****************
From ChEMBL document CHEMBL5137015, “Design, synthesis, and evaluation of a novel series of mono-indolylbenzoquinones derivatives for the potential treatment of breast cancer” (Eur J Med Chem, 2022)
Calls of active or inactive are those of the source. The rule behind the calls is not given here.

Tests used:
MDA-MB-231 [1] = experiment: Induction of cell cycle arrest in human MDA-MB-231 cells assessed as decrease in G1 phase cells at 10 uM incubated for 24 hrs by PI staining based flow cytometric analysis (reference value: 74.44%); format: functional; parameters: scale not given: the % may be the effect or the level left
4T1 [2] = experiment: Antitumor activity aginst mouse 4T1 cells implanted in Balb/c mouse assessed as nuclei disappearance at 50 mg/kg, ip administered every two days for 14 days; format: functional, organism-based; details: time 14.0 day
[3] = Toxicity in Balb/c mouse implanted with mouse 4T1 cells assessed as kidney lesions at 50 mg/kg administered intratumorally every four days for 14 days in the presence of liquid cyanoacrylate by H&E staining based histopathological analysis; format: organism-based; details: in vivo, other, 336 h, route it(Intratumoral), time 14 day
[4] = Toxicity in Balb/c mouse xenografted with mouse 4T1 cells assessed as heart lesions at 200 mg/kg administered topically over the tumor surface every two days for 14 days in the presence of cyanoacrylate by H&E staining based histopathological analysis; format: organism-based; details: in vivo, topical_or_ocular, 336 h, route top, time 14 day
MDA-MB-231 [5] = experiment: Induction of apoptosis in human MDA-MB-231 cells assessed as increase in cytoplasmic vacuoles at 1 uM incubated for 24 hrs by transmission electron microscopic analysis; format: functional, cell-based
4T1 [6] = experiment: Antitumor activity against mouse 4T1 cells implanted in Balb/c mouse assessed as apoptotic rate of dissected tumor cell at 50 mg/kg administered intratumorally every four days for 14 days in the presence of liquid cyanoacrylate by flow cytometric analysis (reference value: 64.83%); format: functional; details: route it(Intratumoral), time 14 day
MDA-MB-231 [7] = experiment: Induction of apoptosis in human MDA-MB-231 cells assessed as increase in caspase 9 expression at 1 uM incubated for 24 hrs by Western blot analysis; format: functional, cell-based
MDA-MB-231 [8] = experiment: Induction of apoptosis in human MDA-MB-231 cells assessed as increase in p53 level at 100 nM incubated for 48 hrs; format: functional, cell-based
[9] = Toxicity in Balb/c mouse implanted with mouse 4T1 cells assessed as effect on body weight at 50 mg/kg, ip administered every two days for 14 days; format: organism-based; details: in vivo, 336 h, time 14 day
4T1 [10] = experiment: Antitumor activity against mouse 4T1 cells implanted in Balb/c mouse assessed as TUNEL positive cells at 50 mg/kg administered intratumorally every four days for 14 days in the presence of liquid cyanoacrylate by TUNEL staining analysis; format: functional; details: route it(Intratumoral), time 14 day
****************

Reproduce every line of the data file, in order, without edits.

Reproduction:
From ChEMBL document CHEMBL5137015, “Design, synthesis, and evaluation of a novel series of mono-indolylbenzoquinones derivatives for the potential treatment of breast cancer” (Eur J Med Chem, 2022)
Calls of active or inactive are those of the source. The rule behind the calls is not given here.

Tests used:
MDA-MB-231 [1] = experiment: Induction of cell cycle arrest in human MDA-MB-231 cells assessed as decrease in G1 phase cells at 10 uM incubated for 24 hrs by PI staining based flow cytometric analysis (reference value: 74.44%); format: functional; parameters: scale not given: the % may be the effect or the level left
4T1 [2] = experiment: Antitumor activity aginst mouse 4T1 cells implanted in Balb/c mouse assessed as nuclei disappearance at 50 mg/kg, ip administered every two days for 14 days; format: functional, organism-based; details: time 14.0 day
[3] = Toxicity in Balb/c mouse implanted with mouse 4T1 cells assessed as kidney lesions at 50 mg/kg administered intratumorally every four days for 14 days in the presence of liquid cyanoacrylate by H&E staining based histopathological analysis; format: organism-based; details: in vivo, other, 336 h, route it(Intratumoral), time 14 day
[4] = Toxicity in Balb/c mouse xenografted with mouse 4T1 cells assessed as heart lesions at 200 mg/kg administered topically over the tumor surface every two days for 14 days in the presence of cyanoacrylate by H&E staining based histopathological analysis; format: organism-based; details: in vivo, topical_or_ocular, 336 h, route top, time 14 day
MDA-MB-231 [5] = experiment: Induction of apoptosis in human MDA-MB-231 cells assessed as increase in cytoplasmic vacuoles at 1 uM incubated for 24 hrs by transmission electron microscopic analysis; format: functional, cell-based
4T1 [6] = experiment: Antitumor activity against mouse 4T1 cells implanted in Balb/c mouse assessed as apoptotic rate of dissected tumor cell at 50 mg/kg administered intratumorally every four days for 14 days in the presence of liquid cyanoacrylate by flow cytometric analysis (reference value: 64.83%); format: functional; details: route it(Intratumoral), time 14 day
MDA-MB-231 [7] = experiment: Induction of apoptosis in human MDA-MB-231 cells assessed as increase in caspase 9 expression at 1 uM incubated for 24 hrs by Western blot analysis; format: functional, cell-based
MDA-MB-231 [8] = experiment: Induction of apoptosis in human MDA-MB-231 cells assessed as increase in p53 level at 100 nM incubated for 48 hrs; format: functional, cell-based
[9] = Toxicity in Balb/c mouse implanted with mouse 4T1 cells assessed as effect on body weight at 50 mg/kg, ip administered every two days for 14 days; format: organism-based; details: in vivo, 336 h, time 14 day
4T1 [10] = experiment: Antitumor activity against mouse 4T1 cells implanted in Balb/c mouse assessed as TUNEL positive cells at 50 mg/kg administered intratumorally every four days for 14 days in the presence of liquid cyanoacrylate by TUNEL staining analysis; format: functional; details: route it(Intratumoral), time 14 day